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4 Tips for Keeping Your Pets Safe in the Heat

An English Bulldog puppy rests on the carpet floor of a living room with its tongue out.

You might love getting sweaty and hot in the summer sun, but your pets don’t have the luxury of cooling themselves off. Each year dozens of pets die due to heatstroke, sunburn complications, and dehydration because they simply didn’t show noticeable symptoms before it was too late. Being a responsible pet owner means more than just getting the best renters insurance to protect your home. Try these four tips for keeping your pets safe no matter how hot it gets.

Watch for Signs

If you’re unaware of the early warnings of heat stroke, you’re likely to keep your pet out in the sun while they’re suffering. Keep a careful eye out for warning signs like:

  • Excessive panting, which may mean any panting at all for a dog with a heavy coat or a short snout
  • Vomiting, even if you suspect another cause like eating grass
  • Salivation and drooling, which is tricky to spot in dogs that always drool
  • Reddening of the skin inside the ears
  • Diarrhea

Keep a Thermometer Handy

Of course, these symptoms are all quite vague and easy to overlook, especially when you’re busy also watching your children or visiting with friends. There’s no one temperature that is dangerous to all dogs because their body temperature depends on humidity levels, the thickness of the coat, and the health of the dog. A simple pet thermometer designed to work with a touch to the inner ear is the best way to check your dog’s temperature at any given moment. Check your dog every 15 minutes when they’re in the sun or outdoors to verify that they’re staying around the 103 degree F mark. If the dog rises to 104 or above, they need immediate cooling to prevent heat stroke damage.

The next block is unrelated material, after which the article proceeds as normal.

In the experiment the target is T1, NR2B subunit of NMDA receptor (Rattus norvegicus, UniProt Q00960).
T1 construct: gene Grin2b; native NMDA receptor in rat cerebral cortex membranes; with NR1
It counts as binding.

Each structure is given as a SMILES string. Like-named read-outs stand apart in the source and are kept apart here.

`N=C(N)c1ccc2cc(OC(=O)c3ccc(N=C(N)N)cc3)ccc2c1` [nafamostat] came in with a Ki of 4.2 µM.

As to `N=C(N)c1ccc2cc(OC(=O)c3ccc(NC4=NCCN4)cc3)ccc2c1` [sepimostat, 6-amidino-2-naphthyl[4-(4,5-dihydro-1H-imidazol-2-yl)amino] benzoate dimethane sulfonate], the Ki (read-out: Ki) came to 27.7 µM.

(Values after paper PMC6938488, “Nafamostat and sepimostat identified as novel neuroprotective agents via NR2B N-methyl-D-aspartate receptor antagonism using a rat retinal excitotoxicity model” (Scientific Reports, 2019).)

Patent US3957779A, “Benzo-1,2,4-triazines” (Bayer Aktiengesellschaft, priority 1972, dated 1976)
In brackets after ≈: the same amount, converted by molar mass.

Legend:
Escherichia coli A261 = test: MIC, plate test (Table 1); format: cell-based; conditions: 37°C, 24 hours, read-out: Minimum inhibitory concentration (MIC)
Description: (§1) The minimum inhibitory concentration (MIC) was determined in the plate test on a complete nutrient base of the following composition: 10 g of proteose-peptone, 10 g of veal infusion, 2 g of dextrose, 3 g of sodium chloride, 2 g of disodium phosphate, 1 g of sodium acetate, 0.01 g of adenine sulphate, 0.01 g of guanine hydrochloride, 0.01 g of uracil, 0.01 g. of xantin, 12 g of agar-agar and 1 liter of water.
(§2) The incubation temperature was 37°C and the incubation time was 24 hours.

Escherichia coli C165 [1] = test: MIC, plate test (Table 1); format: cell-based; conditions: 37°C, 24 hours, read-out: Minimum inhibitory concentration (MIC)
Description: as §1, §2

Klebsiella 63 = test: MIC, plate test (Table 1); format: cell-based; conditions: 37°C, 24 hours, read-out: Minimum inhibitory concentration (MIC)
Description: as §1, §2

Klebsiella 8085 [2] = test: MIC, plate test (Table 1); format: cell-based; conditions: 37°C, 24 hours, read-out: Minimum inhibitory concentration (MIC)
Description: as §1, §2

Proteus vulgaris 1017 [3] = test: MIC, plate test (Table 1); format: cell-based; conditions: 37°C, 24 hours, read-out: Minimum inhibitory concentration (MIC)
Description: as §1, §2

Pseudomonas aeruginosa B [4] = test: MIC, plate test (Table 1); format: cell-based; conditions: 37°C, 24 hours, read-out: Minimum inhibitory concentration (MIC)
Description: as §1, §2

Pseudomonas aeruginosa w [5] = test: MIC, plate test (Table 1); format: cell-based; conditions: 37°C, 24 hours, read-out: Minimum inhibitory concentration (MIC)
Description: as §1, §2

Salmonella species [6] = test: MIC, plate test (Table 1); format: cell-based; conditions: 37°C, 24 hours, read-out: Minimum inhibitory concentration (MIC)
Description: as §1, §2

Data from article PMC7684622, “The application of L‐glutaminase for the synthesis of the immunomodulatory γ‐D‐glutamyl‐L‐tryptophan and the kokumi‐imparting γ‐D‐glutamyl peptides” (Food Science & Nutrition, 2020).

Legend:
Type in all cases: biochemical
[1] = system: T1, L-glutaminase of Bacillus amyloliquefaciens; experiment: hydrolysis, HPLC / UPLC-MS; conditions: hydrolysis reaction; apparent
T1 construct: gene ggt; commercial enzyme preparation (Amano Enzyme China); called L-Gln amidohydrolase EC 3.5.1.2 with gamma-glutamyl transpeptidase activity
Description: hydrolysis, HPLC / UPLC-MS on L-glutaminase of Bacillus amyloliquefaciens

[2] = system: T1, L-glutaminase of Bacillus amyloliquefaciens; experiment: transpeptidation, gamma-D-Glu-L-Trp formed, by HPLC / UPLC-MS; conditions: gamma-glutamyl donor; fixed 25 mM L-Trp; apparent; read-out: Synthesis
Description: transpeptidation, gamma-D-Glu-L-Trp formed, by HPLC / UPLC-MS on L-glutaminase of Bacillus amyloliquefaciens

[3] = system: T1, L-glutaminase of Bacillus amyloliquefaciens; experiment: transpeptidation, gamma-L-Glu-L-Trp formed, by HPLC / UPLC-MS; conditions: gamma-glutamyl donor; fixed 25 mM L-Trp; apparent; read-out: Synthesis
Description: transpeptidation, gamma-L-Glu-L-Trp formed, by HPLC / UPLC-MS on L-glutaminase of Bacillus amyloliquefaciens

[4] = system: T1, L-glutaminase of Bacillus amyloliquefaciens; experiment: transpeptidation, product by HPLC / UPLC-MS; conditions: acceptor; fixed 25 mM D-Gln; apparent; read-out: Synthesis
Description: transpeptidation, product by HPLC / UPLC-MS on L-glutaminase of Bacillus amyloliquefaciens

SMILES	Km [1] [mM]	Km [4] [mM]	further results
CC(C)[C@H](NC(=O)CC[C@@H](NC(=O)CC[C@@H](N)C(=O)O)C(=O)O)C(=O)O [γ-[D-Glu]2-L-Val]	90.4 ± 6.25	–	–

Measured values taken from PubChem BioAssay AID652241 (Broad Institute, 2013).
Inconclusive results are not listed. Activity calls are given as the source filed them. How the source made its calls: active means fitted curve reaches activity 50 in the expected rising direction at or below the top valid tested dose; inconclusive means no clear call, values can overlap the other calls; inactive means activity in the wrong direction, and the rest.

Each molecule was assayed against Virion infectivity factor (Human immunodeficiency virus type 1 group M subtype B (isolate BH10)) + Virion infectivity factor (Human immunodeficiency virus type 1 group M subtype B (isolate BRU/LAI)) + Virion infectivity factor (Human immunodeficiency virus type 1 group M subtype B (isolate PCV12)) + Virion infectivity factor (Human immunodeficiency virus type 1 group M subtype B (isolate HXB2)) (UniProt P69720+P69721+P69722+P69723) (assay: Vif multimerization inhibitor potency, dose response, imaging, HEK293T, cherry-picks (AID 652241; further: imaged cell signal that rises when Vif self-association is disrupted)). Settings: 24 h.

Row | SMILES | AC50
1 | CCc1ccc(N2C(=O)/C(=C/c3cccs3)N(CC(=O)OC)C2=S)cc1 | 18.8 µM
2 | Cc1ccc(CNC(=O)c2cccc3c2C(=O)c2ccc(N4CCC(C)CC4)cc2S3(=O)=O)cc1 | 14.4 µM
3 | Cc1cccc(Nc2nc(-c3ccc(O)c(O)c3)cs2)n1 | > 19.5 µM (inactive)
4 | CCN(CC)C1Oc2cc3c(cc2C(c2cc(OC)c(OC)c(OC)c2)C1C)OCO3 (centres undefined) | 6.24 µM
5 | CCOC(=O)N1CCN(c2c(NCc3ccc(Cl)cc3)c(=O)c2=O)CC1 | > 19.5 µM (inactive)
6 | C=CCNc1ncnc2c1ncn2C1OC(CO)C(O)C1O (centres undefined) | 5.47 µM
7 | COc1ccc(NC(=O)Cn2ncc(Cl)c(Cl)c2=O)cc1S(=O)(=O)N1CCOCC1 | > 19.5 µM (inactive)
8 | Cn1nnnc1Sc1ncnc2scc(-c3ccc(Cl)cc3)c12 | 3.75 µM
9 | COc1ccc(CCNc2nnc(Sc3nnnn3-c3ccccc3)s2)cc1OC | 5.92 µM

Grab the Rubbing Alcohol

If you’re facing a pet with heat stroke, you must act immediately to cool them off on the way to the vet. Wetting your pet down and sitting them in front of a fan is a good start, but it’s tricky to do when you’re in the car going to the vet. Applying a little rubbing alcohol to the pet’s paw pads and allowing it to evaporate offers a similar cooling effect in a more portable format.

See a Vet

All pets that experience a temperature of above 103 F for dogs and 105 F in cats need to see a vet even after you get them cooled down again. If you read your pet’s temperature as above this level but they never showed outward symptoms, they could still have internal organ and brain damage that shortens their lifespan. A quick vet visit verifies that your pet is fully recovered and allows you to treat any damage before it becomes permanent.

Don’t forget that the best renters insurance can also help you take better care of your pets. Whether you need renters insurance or want to compare homeowners insurance rates, you can get a free quote online or by calling us at 800-777-5620.

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